by Ruth Roberts
The Most Reverend Robert J. Renison was born in Ireland in 1875 and came to northern Ontario with his missionary father in 1883.
Young Robert developed a liking for the Ojibway and resolved to do missionary work himself. He then pursued studies at Trinity and Wycliffe colleges.
Following his ordination in 1896, his first position was Curate at the Church of the Messiah Toronto. Later he worked among the native Cree, teaching them the Gospel of Christ in their own tongue.
He was made Archdeacon of Moosonee in 1906.
In 1912 he came to Hamilton as Rector of the Church of the Ascension and subsequently Archdeacon of Hamilton.
During the war he revisited the north to recruit Indian trackers for a Forestry Unit. Some never returned to the Hudson Bay area and their names are written on the memorial tablet in the Church of the Ascension.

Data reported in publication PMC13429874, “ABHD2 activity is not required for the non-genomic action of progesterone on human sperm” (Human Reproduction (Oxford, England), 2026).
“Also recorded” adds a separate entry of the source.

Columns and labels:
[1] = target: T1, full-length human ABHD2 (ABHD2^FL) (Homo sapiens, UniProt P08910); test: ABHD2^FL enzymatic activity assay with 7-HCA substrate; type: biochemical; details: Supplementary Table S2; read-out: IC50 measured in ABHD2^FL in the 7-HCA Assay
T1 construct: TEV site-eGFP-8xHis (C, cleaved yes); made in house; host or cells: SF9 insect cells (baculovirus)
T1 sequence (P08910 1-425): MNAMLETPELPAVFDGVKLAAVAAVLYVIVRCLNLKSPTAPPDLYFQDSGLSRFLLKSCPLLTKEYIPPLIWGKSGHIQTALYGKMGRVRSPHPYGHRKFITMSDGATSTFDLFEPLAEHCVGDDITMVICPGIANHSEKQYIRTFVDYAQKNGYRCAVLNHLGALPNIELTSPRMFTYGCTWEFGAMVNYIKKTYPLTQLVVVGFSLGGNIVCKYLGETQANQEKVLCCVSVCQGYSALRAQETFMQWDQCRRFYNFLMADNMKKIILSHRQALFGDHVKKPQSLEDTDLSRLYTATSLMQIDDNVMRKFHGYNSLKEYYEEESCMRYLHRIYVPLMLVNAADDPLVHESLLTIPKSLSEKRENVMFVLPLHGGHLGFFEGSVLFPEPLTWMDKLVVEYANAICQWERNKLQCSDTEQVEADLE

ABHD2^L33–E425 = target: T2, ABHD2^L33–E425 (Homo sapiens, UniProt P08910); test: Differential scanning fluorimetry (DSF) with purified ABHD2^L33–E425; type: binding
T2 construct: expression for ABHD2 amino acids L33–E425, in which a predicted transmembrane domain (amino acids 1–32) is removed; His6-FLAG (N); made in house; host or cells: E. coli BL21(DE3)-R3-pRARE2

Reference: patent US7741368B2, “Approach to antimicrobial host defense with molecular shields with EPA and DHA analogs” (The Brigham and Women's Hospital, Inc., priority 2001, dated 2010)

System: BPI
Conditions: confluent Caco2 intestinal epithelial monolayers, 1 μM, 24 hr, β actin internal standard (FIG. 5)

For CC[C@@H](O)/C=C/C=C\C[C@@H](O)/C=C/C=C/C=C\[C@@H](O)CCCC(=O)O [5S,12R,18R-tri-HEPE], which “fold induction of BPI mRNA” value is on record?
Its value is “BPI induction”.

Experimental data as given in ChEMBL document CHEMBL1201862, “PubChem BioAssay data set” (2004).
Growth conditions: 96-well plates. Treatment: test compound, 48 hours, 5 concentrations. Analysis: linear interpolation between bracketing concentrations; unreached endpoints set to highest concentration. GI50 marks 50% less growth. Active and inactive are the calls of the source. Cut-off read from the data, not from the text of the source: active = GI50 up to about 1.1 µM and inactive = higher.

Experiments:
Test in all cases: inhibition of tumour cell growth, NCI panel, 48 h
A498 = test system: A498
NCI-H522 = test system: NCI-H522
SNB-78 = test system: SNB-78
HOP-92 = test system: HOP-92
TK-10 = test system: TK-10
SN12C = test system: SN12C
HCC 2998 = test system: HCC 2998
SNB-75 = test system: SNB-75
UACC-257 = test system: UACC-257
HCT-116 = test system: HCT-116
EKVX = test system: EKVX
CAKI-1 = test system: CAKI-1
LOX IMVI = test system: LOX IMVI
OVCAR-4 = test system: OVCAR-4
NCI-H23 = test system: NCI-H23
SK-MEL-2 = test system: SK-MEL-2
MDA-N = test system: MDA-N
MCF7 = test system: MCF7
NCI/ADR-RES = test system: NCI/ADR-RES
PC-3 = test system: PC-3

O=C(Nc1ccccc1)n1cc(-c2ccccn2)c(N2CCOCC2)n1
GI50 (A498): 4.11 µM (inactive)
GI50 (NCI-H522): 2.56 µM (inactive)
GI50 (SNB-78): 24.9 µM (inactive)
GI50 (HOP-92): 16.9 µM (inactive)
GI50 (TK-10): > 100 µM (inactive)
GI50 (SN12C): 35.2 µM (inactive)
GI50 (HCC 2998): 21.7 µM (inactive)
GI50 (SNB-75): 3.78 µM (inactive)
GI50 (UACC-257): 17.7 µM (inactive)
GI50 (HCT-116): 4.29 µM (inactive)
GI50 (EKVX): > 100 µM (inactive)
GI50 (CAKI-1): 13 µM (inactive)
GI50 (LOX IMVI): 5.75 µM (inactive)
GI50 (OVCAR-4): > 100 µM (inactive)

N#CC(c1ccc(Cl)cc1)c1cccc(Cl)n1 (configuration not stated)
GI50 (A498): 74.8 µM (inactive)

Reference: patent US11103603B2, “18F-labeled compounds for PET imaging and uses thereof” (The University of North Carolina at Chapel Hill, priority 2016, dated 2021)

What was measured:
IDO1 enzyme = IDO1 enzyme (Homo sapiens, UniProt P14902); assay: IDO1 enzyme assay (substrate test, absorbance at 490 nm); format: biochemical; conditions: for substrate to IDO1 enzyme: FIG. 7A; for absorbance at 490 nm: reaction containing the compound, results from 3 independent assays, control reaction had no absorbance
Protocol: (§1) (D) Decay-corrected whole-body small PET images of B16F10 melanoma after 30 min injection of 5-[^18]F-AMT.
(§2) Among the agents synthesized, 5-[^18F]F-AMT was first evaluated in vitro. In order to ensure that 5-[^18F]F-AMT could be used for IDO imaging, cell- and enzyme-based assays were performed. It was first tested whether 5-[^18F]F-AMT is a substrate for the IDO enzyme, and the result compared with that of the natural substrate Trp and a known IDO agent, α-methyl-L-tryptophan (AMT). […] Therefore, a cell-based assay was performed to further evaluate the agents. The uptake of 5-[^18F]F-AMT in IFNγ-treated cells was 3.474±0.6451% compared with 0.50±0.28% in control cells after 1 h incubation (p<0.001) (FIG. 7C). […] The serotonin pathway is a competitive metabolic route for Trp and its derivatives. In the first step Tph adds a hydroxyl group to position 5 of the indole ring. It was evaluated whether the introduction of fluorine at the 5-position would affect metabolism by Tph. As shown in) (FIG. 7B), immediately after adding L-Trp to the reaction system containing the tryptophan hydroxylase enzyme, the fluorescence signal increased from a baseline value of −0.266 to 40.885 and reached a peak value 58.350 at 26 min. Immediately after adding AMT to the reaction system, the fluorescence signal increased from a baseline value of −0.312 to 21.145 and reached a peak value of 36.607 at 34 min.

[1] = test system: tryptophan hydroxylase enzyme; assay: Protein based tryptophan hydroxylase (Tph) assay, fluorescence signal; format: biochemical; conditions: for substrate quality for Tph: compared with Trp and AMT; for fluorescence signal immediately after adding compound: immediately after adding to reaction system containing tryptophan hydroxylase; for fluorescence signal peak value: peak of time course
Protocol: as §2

In 1927 Robert accepted the position of Rector of Christ Church Vancouver; he was made Dean of New Westminster in 1928 and Bishop of Athabasca two years later. The following year found him in Toronto as Rector of St. Paul’s Bloor Street.
Moosonee finally claimed him as its own. Robert returned in 1943 to his beloved north as fifth bishop of that Diocese.
At age 76 he became Metropolitan of the Ecclesiastical Province of Ontario.
He authored the Indian Cree Hymn Book, the Life of Bishop Sullivan and Canada and War. He also published Wednesday Morning and For as Such a Time As This.
He died at the age of 82 in 1957. His funeral service was held at St. Paul’s Toronto.
Renison University College in Waterloo, Ontario is named after him.
Ruth Roberts is a member of the Church of the Ascension Hamilton.
As we celebrate Canada’s 150th anniversary, we look back at the role of the church as told through stained glass windows.
The Church of the Ascension Hamilton has 10 stained glass windows in their Chapel of the Holy Spirit dedicated to Canadian Anglican pioneers. For more information about the windows go to www.ascensionchurch.ca.
Note cards featuring the historic windows can be purchased through the church.
The Niagara Anglican will feature others in the coming months.